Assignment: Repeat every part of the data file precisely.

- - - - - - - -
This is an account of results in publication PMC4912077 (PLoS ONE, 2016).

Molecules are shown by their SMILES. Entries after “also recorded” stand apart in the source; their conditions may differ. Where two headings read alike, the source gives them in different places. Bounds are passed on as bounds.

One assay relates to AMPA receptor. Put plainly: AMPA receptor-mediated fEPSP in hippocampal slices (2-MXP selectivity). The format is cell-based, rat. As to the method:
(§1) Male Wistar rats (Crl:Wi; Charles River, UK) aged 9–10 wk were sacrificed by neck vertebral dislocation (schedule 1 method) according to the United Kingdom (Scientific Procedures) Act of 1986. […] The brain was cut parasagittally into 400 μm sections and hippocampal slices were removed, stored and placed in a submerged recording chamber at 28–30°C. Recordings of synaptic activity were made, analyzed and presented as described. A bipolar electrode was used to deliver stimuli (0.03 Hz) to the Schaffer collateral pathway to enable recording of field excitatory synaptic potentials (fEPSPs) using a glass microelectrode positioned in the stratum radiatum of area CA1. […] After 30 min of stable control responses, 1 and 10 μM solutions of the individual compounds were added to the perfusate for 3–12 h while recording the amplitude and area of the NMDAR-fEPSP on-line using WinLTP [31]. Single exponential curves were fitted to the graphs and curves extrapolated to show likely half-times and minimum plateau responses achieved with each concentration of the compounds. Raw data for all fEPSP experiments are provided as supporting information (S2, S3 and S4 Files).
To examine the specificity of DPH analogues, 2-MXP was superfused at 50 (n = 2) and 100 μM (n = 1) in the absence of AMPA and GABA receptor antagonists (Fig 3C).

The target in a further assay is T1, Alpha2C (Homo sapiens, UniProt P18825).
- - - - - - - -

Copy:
This is an account of results in publication PMC4912077 (PLoS ONE, 2016).

Molecules are shown by their SMILES. Entries after “also recorded” stand apart in the source; their conditions may differ. Where two headings read alike, the source gives them in different places. Bounds are passed on as bounds.

One assay relates to AMPA receptor. Put plainly: AMPA receptor-mediated fEPSP in hippocampal slices (2-MXP selectivity). The format is cell-based, rat. As to the method:
(§1) Male Wistar rats (Crl:Wi; Charles River, UK) aged 9–10 wk were sacrificed by neck vertebral dislocation (schedule 1 method) according to the United Kingdom (Scientific Procedures) Act of 1986. […] The brain was cut parasagittally into 400 μm sections and hippocampal slices were removed, stored and placed in a submerged recording chamber at 28–30°C. Recordings of synaptic activity were made, analyzed and presented as described. A bipolar electrode was used to deliver stimuli (0.03 Hz) to the Schaffer collateral pathway to enable recording of field excitatory synaptic potentials (fEPSPs) using a glass microelectrode positioned in the stratum radiatum of area CA1. […] After 30 min of stable control responses, 1 and 10 μM solutions of the individual compounds were added to the perfusate for 3–12 h while recording the amplitude and area of the NMDAR-fEPSP on-line using WinLTP [31]. Single exponential curves were fitted to the graphs and curves extrapolated to show likely half-times and minimum plateau responses achieved with each concentration of the compounds. Raw data for all fEPSP experiments are provided as supporting information (S2, S3 and S4 Files).
To examine the specificity of DPH analogues, 2-MXP was superfused at 50 (n = 2) and 100 μM (n = 1) in the absence of AMPA and GABA receptor antagonists (Fig 3C).

The target in a further assay is T1, Alpha2C (Homo sapiens, UniProt P18825).